The Enemy in Our Hands: America's Treatment of Enemy Prisoners of War, from the Revolution to the War on Terror

By Robert C. Doyle | Go to book overview

FOURTEEN
To Desert Storm and Beyond
Enemy Prisoners of War and the
Conflict of Rules

We have before us the opportunity to forge for ourselves and for
future generations a new world order, a world where the rule of
law, not the law of the jungle, governs the conduct of nations.

—President George H. W. Bush

On 23 October 1983 a truck loaded with thousands of pounds of explosives slammed into the headquarters of the American and French contingent of a multinational force in Beirut, Lebanon. The people of the United States, the president, and the Marine Corps were horrified as they began to understand the nature and danger of Islamic fundamentalism.1 The American military services, with the possible exceptions of the garrison forces in Korea, in Germany during the Cold War, and in Bosnia, had never been exceptional international peacekeepers in the contemporary sense. Neither the U.S. Army nor the Marine Corps was a trained police force. With nineteenth-century-like naivete, the Reagan administration wrongly believed that the mere presence of marines on the ground and a battleship at sea could generate enough fear and respect to force opposing sides to negotiate a settlement within the framework of a reasonable compromise. Instead, the American peacekeepers became easy targets, and on 23 October 1983 the terrorist group Hezbollah killed more than 200 marines in one fanatical suicide bombing attack. The survivors showed bitter faces as they dug dead marines from the wreckage, and the news services reported that Americans had not witnessed that number of dead soldiers at one time and place since the Vietnam War.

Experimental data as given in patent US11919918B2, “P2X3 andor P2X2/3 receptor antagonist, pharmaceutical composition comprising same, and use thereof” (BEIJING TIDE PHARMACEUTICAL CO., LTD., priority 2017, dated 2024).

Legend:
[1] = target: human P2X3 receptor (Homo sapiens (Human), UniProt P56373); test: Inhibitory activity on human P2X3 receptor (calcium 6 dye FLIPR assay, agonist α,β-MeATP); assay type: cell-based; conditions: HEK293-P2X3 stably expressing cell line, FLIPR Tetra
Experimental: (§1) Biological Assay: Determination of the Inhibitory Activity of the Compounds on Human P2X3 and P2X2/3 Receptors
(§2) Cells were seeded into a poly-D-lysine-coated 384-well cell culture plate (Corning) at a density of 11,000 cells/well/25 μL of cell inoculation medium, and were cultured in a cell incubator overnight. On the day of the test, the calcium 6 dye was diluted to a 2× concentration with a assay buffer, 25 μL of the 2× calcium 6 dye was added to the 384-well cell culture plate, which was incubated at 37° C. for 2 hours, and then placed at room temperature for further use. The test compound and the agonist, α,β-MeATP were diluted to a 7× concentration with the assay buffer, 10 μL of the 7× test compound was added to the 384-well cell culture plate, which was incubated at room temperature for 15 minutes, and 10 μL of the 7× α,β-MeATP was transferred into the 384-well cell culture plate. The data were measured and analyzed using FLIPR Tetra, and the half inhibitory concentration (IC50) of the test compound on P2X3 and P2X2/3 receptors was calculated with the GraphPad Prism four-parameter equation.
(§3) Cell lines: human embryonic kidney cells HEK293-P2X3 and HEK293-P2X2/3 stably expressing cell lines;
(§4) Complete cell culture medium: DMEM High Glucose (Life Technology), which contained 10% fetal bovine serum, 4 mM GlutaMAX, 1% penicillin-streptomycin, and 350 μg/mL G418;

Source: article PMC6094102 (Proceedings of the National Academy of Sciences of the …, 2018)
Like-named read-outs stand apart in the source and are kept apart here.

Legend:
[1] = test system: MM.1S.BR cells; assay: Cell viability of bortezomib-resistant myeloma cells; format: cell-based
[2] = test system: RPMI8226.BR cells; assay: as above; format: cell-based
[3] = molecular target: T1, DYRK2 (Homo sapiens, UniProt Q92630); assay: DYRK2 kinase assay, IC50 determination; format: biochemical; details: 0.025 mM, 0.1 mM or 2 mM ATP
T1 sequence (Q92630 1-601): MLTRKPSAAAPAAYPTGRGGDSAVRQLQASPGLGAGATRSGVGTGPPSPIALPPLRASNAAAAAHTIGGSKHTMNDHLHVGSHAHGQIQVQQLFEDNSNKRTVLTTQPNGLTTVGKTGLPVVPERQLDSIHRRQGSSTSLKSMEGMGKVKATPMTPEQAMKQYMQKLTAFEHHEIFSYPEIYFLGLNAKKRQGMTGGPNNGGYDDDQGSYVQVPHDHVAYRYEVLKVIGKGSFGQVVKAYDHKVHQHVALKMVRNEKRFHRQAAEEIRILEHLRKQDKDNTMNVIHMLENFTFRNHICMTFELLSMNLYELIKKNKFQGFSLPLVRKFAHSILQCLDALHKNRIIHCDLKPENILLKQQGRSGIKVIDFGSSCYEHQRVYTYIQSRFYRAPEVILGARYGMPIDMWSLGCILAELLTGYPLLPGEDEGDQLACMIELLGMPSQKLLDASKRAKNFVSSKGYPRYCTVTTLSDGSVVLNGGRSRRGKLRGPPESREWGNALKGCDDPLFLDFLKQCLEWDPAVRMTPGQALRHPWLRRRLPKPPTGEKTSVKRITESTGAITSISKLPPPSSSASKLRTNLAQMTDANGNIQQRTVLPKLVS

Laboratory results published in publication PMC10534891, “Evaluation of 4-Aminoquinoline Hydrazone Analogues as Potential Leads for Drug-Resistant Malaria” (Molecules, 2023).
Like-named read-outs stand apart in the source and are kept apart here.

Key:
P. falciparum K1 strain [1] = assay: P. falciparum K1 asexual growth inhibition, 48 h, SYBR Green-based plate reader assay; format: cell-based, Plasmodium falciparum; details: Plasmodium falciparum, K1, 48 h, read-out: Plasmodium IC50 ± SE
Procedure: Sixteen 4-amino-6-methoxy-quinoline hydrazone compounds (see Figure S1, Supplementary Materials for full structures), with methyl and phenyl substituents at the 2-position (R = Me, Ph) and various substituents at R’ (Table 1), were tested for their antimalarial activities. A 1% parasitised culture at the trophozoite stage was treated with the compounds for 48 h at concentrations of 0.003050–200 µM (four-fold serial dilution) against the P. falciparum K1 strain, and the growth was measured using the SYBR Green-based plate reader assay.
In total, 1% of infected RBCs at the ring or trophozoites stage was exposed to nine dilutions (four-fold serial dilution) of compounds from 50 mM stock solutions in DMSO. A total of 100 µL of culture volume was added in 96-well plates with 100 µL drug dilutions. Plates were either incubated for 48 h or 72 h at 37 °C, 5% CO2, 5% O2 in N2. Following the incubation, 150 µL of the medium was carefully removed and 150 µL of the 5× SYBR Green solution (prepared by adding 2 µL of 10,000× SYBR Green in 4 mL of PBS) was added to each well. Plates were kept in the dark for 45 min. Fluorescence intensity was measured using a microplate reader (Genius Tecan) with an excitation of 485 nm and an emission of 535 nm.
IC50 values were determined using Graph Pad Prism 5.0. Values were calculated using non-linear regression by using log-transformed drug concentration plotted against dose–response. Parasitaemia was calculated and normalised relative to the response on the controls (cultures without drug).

Two days later the United States engaged its forces in Granada, an island about 100 miles north of Venezuela. In launching Operation Urgent Fury, the United States accepted a call to action to stop a Cuban and Grenadian communist takeover of the government. On 25 October 1983 Urgent Fury targeted the airport, which was being constructed with Cuban assistance and was perceived as a danger to the United States. The U.S. force, consisting of about 7,000 American troops and a few

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